But in ActionSA, the actions of Tau, and others expelled for bullying, suggest that some have joined politics not out of any ideology but for the much more narrow agenda of their own advancement.

ActionSA’s leadership may have itself to blame for this. It has shown that it will accept people for the position of councillor without much vetting.

One small, but revealing, example of this is Edwin Nshidi. He was on the party’s list to become a councillor in Johannesburg in 2021, while working as a journalist for EWN. The party must have known this. And he must have known this, despite keeping it from his employer. And yet there is no evidence of Mashaba or anyone else in the party confronting him about  his dishonesty.

If the party’s leaders are prepared to accept this lack of honesty, then it should not come as a surprise that they are now reduced to conducting lie detector tests to see who voted against their instructions in Tshwane.

The same holds true for many other parties.

For example, Cope’s Gauteng leader, Tom Mofokeng, now says the party was aware the Makwarela had been accused of sexual harassment while working in the Joburg Fresh Produce Market. But the party did not say this publicly, or complain about it in public, while he was holding the position of Speaker in Tshwane.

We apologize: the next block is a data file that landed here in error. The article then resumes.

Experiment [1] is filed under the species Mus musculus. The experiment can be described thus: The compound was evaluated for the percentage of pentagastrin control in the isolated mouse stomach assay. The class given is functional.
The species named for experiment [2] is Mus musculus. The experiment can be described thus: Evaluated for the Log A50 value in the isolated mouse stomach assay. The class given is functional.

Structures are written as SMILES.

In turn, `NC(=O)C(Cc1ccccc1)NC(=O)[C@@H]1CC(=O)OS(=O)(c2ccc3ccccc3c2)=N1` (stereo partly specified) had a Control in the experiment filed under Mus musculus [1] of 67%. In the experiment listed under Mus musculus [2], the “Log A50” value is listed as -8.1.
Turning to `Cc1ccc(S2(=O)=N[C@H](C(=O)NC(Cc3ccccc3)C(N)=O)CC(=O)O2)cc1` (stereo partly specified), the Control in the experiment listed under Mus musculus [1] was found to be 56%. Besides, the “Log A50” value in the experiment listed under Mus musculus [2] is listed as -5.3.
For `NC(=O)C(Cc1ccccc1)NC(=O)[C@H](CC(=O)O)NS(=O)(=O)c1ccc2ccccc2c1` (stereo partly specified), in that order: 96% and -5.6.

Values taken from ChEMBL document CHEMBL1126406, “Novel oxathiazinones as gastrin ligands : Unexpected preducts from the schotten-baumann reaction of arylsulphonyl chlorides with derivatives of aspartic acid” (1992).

This kind of behaviour is unlikely to see Cope, or other parties that behave in the same way, growing sustainably in the next few years.

And it may be that the relatively new party that makes the most progress is in fact the first to be able to create durable structures. DM


Comments - Please in order to comment.

  • Jon Quirk says:

    The root of the problem is the lack of any discernible policy beyond the removal of the ANC, and absolutely zero ethics.

    What are the economic policies of this party? Without understanding this, and it having at least a modicum of being based on realities, all else is just a wish-list.

  • Rob Rhodes-Houghton says:

    Mashaba showed his true colours when he unceremoniously dumped the COJ during his term as mayor.

  • Alan Paterson says:

    That Mashaba overshadows the entire Gauteng machinery is reminiscent of the EFF where the party is the fiefdom of one fascist megalomaniac. Without Julius the EFF would fade into history very fast.

  • Louis Potgieter says:

    Mashaba is the main funder of ActionSA, which means he holds disproportionate power. Mashaba is also an egoist – just listen to his interviews, all I’s and no we’s. (And it would be better if others would assist in the talking.) From where I sit, Baloyi is a major loss. I don’t really understand Grootes’s use of ‘structure’, but I could see these factors potentially limiting the party. Since I believe the party has a big role to play, I hope my ‘tough love’ comments can be taken constructively.